Shades of Gray

Dead Person of the Day – January 31 – William Stevenson

0 Comments 31 January 2013


Is it me or does January seem to be flying by? But to close out the month of Janus we have a great DPD for that two-faced bitch.

William Stevenson.

Before the age of 30 he had:

  • Become a millionaire
  • Stole millions from the Nazis (separate incidents)
  • Invented the first device for sending photographs by radio
  • Won the European lightweight boxing championship
  • Received a free 20 lbs. steak free at Schnitzer’s for finishing the whole thing in one sitting

Oh yea, while doing that his career of service in WWI & II provided the basis for the creation of the James Bond character. Ian Flemming himself once wrote, “James Bond is a highly romanticized version of a true spy. The real thing is … William Stephenson.”

In WWI the young pilot was shot down and imprisoned in Germany. Before he escaped from prison camp he came across an ingenious can-opener that had been patented only in Germany. After the war he adapted it, obtained patents worldwide and made it the cornerstone of a future fortune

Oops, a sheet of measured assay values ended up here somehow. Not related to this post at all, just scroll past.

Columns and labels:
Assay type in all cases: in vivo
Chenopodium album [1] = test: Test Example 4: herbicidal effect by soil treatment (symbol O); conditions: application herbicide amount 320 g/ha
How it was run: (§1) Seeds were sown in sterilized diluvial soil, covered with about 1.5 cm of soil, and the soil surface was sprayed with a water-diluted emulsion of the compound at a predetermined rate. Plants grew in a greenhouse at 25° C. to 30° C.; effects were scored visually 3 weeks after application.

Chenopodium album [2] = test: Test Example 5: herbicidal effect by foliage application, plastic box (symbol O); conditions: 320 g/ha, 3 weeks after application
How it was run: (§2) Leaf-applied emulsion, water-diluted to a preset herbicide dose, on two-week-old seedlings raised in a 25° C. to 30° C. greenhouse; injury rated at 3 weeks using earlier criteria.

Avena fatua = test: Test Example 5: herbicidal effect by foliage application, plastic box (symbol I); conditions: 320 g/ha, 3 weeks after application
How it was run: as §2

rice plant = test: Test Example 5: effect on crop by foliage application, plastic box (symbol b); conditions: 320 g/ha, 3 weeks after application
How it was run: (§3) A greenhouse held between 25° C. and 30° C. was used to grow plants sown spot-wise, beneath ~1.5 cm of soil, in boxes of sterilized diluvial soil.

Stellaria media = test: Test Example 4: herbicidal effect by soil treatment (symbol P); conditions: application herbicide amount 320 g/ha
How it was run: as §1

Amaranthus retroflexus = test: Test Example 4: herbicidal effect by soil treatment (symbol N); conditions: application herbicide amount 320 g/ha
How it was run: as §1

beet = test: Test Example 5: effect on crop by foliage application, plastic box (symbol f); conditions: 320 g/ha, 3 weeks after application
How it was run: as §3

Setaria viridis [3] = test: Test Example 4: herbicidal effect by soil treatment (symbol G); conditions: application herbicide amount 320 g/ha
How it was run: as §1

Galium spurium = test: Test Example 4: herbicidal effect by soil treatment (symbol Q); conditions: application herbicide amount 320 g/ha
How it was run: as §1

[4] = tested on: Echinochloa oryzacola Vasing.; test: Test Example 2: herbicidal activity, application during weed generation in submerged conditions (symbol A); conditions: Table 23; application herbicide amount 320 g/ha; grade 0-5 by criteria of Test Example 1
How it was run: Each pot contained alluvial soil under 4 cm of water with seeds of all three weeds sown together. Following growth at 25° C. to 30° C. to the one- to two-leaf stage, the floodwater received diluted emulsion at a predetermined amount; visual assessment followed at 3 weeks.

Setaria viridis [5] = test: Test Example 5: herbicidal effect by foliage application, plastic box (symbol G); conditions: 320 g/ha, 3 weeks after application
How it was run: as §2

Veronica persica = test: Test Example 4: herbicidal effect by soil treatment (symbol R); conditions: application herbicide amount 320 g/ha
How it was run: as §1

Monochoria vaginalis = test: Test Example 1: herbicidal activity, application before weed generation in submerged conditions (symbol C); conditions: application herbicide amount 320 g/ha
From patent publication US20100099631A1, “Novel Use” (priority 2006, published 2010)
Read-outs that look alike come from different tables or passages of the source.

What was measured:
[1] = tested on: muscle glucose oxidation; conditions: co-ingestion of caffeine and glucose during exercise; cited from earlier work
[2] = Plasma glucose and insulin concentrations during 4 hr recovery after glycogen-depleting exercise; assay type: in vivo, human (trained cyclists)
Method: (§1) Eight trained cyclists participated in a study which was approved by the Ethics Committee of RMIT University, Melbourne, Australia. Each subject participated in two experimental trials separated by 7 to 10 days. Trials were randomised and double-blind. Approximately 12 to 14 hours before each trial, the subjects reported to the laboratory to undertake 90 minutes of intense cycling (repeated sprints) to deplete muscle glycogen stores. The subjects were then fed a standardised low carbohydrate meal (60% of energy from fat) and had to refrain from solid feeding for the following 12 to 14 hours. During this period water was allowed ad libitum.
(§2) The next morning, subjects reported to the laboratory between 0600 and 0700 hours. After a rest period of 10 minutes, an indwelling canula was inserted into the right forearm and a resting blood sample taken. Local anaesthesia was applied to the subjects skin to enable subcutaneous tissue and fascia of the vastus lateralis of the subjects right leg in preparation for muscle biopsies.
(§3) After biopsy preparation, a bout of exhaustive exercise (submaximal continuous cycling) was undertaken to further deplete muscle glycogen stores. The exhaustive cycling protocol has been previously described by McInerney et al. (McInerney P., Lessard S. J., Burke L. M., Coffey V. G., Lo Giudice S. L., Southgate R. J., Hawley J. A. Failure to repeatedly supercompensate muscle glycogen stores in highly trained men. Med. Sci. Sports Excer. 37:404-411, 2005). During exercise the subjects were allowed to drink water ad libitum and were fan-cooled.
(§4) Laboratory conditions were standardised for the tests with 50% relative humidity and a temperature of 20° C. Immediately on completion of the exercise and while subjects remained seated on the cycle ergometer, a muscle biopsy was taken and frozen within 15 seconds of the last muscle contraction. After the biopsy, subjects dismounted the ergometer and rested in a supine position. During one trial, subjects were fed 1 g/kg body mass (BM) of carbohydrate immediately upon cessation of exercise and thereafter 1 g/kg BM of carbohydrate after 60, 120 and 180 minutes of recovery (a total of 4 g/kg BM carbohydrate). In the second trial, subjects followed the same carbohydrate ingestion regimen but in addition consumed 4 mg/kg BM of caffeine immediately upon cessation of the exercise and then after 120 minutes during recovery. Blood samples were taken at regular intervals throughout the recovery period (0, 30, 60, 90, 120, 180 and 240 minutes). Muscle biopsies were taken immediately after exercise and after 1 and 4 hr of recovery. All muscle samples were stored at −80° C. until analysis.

During his service in WWII he served as Britain’s World War II chief of intelligence in the Western Hemisphere. Stephenson helped found the O.S.S., train American intelligence agents and he was the driving force behind the 1-800 set of commercial phone numbers as a means for empowering small business.¬†Operating out of a suite in Rockefeller Center in New York, Sir William sometimes served as a go-between for Churchill and Roosevelt

He was given the code name Intrepid by Winston Churchill because long before his cloak-and-dagger days began he had been one of Britain’s top fighter pilots in World War I, an inventor, financier and he – supposedly – had a hammer on him (which Churchill glimpsed one day in the locker room after a training session). Goddam Churchill strikes again.

Its guys like this that make me want to take back everything I’ve ever said about Canada…

I’ll let the obit taking it from here:

William Stephenson, British Spy Known as Intrepid, Is Dead at 93

Published: February 03, 1989
Sir William Stephenson, the Canadian-born millionaire industrialist whose adventures as Britain’s World War II chief of intelligence in the Western Hemisphere were chronicled in the 1979 bestseller ”A Man Called Intrepid” died Tuesday in Paget, Bermuda…Continue


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